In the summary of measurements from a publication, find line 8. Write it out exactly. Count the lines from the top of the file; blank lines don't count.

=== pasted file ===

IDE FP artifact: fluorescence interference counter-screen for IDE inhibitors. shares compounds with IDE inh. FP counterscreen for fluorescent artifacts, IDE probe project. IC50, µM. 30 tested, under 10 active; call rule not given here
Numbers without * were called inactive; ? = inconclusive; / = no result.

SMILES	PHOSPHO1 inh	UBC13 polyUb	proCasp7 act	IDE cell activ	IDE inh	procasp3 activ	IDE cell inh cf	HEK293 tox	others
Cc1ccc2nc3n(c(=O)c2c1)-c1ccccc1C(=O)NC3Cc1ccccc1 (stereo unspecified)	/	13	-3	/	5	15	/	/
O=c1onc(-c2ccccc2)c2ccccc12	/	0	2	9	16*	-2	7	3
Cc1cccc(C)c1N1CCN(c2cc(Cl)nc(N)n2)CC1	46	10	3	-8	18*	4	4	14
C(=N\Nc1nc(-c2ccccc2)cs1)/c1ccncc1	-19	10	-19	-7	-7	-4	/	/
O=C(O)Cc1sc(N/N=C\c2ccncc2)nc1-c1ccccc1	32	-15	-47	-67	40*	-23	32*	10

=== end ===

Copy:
O=C(O)Cc1sc(N/N=C\c2ccncc2)nc1-c1ccccc1	32	-15	-47	-67	40*	-23	32*	10